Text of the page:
Individual rights should always be protected, but banning the public from using an individual's past criminal behavior to make a judgement about them should not, but it continues to be an effort for many, as this story from Mercury News reports.
“SAN FRANCISCO -- This city, known for its tolerance, has banned housing and employment discrimination against gays, lesbians and minority groups -- but a new plan to add ex-convicts to that list has some people saying officials are going too far.
“Under a proposal before the city's Human Rights Commission, private employers and landlords would be prohibited from disqualifying applicants because they have been convicted of a crime or been arrested.
“Proponents say that with California under orders to reduce its prison population, such a plan is necessary to help former inmates reintegrate and reduce the likelihood of repeat offenses. Others, however, say that business owners have a right to be cautious in order to protect themselves and others.
“Similar policies have been implemented by several states and more than 20 local governments across the nation.
“San Francisco's proposal was floated by the city's Reentry Council -- a group that helps adult convicts leaving jail or prison and includes representatives from the District Attorney's Office, the police department and the sheriff's department.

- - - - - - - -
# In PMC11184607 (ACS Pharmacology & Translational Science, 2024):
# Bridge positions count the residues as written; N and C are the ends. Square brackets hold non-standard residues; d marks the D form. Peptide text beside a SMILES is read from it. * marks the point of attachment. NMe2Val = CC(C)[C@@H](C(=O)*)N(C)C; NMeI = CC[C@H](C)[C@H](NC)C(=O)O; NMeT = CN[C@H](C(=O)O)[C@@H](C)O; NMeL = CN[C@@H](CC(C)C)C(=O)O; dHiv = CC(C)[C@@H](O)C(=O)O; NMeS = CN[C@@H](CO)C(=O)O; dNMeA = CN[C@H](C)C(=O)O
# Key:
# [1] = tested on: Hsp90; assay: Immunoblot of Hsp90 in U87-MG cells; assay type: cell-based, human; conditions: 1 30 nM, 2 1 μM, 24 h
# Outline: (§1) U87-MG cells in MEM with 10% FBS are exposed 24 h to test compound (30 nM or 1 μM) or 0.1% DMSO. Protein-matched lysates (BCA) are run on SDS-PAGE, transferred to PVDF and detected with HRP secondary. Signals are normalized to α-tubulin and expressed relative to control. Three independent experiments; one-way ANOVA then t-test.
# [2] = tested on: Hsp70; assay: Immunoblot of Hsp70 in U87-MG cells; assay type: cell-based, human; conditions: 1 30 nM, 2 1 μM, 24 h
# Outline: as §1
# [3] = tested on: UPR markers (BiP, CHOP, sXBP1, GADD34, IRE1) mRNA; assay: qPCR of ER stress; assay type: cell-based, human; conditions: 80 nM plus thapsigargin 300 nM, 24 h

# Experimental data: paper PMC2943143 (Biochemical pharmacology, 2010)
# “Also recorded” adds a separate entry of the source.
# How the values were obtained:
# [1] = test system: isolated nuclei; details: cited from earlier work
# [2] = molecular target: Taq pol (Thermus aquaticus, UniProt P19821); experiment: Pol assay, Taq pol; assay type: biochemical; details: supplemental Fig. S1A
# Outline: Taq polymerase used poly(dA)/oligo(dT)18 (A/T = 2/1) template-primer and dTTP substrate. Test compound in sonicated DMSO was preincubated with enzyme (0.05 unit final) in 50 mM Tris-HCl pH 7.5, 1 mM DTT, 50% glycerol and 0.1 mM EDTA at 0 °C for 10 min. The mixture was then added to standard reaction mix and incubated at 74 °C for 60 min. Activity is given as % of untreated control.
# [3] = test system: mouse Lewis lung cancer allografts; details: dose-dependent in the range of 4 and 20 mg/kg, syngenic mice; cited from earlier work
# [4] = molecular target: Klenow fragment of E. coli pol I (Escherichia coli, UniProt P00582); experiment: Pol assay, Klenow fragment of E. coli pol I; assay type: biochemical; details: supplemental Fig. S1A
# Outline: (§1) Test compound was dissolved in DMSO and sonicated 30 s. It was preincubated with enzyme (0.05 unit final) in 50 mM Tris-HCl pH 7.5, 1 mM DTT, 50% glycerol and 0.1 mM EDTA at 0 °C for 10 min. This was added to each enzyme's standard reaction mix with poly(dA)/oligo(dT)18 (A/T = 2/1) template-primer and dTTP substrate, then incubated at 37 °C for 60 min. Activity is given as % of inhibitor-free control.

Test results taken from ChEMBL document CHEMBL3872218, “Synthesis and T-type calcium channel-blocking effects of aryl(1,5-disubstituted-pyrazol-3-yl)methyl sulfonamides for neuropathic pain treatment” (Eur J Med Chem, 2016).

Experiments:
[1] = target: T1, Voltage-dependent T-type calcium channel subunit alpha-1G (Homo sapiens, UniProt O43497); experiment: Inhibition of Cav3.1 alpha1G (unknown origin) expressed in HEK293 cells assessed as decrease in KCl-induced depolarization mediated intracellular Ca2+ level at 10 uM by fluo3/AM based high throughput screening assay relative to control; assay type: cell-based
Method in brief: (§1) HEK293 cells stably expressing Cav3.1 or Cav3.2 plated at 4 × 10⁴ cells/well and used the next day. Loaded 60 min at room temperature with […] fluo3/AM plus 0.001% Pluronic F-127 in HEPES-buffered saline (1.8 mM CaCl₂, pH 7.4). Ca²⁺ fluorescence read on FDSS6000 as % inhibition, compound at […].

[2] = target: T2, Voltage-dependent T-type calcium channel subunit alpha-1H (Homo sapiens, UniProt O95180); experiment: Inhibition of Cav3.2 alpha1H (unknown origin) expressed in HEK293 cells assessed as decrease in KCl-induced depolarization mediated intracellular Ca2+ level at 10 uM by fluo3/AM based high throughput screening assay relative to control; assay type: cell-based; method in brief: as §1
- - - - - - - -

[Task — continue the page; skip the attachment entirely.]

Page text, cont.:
“Public Defender Jeff Adachi, whose office is also represented on the council, said the panel found that employers and landlords were increasingly using background checks and eliminating candidates with criminal records.
“What we saw then is really a revolving door," he said. "A person would be released from custody, not be able to secure housing, not be able to find a job and wind up back in the (prison) system."
“One in four adults in California -- about 7 million people -- has a misdemeanor or felony arrest or conviction record, according to the Reentry Council. In addition, the state is under federal orders to reduce its prison population by more than 20 percent over the next two years.
“Adachi said these factors add particular importance to removing barriers to employment and housing.
“However, David Wasserman, a board member with the San Francisco Apartment Association, said courts have made it clear that owners are responsible for any harm caused by their tenants.
"The concern with this proposal is that you rent to a person because you have to, and then that person ends up assaulting a tenant or a person in the building," he said. "Owners should be able to decide whether the person poses a risk to tenants.”